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Judge grants order aimed at speeding up admissions to Oregon State Hospital

Entrance to the Oregon State Hospital in Salem.
Kristyna Wentz-Graff
Entrance to the Oregon State Hospital in Salem.

A federal judge has signed off on new rules for the Oregon State Hospital with the hope that people in local jails who need to access the psychiatric facility for treatment spend less time waiting.

Senior U.S. District Court Judge Michael Mosman noted in his Monday order that the state hospital remains out of compliance with a decades-old court injunction requiring the state hospital to admit people within seven days if they’re found unable to assist in their own defense due to a mental illness.

The order modifies more sweeping changes made last September by preventing people charged with the lowest level crimes from going to the state hospital at all. It also allows district attorneys to request defendants charged with the most serious crimes stay at the hospital longer. Mosman’s amended order also provides the state hospital more flexibility when discharging certain patients so they have the necessary support.

Mosman’s decision comes after months of litigation and settlement discussions between state health officials, local prosecutors, disability advocates and judges.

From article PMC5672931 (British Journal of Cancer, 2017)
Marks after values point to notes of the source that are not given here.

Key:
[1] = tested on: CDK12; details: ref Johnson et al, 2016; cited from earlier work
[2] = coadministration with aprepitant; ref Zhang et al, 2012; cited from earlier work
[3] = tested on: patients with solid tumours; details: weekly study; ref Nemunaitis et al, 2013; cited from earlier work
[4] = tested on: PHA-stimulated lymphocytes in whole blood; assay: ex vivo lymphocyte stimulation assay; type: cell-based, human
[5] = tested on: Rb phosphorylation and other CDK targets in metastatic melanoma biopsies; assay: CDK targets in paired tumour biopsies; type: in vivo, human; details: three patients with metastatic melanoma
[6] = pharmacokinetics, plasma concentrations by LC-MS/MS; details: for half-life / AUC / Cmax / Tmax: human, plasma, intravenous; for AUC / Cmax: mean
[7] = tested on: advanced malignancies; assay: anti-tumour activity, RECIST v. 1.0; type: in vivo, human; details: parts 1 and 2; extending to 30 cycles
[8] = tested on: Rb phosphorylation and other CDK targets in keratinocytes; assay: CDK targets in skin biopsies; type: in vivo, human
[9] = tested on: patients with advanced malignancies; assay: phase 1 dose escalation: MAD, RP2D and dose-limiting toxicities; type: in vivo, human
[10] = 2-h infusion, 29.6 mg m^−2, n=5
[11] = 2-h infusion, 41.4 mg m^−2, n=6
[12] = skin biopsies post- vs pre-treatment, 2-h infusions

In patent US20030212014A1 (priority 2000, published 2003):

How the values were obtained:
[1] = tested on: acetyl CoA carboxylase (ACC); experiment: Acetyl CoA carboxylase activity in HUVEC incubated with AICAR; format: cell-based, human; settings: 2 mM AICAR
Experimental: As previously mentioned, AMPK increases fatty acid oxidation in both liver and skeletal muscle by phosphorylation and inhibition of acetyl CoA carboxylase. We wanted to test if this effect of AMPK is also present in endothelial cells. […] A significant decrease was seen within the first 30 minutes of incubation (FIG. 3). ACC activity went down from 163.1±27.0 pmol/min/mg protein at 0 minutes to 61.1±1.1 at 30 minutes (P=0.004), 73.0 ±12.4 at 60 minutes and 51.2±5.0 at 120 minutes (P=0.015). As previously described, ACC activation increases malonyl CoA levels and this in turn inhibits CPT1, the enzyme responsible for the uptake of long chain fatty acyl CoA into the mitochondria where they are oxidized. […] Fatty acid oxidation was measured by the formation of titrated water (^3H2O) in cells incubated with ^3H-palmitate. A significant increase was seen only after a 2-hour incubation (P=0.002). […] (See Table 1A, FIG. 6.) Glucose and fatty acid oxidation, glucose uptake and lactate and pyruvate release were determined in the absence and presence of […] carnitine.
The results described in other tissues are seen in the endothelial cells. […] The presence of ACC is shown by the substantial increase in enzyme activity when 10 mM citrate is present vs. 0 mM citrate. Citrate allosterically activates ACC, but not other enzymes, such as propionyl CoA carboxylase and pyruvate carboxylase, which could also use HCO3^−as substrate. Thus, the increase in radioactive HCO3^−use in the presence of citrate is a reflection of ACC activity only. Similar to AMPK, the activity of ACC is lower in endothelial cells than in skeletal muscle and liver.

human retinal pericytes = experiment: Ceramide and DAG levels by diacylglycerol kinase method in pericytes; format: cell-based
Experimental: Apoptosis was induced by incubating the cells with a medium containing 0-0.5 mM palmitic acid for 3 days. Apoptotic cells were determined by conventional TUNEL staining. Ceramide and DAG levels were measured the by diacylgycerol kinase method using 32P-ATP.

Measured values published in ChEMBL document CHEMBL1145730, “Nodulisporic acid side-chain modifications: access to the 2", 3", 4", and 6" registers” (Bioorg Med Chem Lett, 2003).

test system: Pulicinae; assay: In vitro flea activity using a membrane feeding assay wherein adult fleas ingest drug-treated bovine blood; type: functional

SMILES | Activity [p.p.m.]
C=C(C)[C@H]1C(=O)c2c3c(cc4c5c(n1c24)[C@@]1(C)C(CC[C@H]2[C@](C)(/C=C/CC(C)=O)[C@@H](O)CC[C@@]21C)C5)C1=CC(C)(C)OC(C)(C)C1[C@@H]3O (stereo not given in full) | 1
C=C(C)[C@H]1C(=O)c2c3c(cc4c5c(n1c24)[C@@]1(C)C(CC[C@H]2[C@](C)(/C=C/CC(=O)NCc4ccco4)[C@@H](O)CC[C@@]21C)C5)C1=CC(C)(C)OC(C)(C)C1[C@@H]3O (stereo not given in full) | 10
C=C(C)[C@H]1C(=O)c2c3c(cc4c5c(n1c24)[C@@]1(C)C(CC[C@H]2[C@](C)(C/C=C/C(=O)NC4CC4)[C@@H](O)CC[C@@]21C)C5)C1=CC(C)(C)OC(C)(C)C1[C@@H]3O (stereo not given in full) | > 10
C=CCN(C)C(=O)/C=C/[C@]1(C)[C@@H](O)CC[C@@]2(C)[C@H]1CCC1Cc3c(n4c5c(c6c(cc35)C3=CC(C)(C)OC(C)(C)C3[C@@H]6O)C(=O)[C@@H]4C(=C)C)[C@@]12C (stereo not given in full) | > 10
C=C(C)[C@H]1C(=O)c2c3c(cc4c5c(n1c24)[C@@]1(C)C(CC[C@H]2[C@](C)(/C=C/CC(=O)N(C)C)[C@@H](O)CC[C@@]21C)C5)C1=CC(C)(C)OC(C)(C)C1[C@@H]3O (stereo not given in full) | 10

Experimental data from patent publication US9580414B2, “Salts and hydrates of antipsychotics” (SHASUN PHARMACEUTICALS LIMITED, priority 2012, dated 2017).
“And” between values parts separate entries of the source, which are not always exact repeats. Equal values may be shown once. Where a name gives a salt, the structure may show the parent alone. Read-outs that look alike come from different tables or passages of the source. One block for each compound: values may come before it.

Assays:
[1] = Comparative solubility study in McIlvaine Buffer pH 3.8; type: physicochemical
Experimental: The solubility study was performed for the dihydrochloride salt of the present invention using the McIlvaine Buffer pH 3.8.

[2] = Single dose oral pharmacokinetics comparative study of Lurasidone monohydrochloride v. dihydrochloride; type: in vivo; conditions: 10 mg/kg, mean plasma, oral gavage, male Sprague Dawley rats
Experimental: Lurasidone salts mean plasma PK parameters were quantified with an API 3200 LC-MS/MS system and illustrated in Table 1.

“We are grateful to all the stakeholders involved and the willingness to engage in the process of moving this state in a direction that respects the constitutional rights of the most vulnerable people in our community,” said Jesse Merrithew, an attorney representing plaintiffs in the case. “Ultimately, getting us out of this constitutional crisis is a task that the Oregon legislature must take up.”

In September, Mosman agreed to significant changes and reduced the amount of time people known as “aid and assist” patients could stay at the psychiatric hospital. It allows people charged with misdemeanors to stay at the hospital for up to 90 days, six months for non-violent felonies, or one year for violent charges that carry mandatory minimum sentences under Ballot Measure 11.

Former U.S. Attorney Billy Williams is representing the district attorneys from Washington, Marion and Clackamas counties who got involved in the case after that initial order was signed. He said Monday’s order offered “important improvements” and that he was grateful their perspectives were ultimately included.

“There’s so much interaction between the mental health system and the public safety system,” Williams said. “Issues that involve mental health crisis, homelessness and substance abuse disorder — those three elements are driving so much of what is going on.”
Copyright 2023 Oregon Public Broadcasting. To see more, visit Oregon Public Broadcasting.

Conrad Wilson is a reporter and producer covering criminal justice and legal affairs for OPB.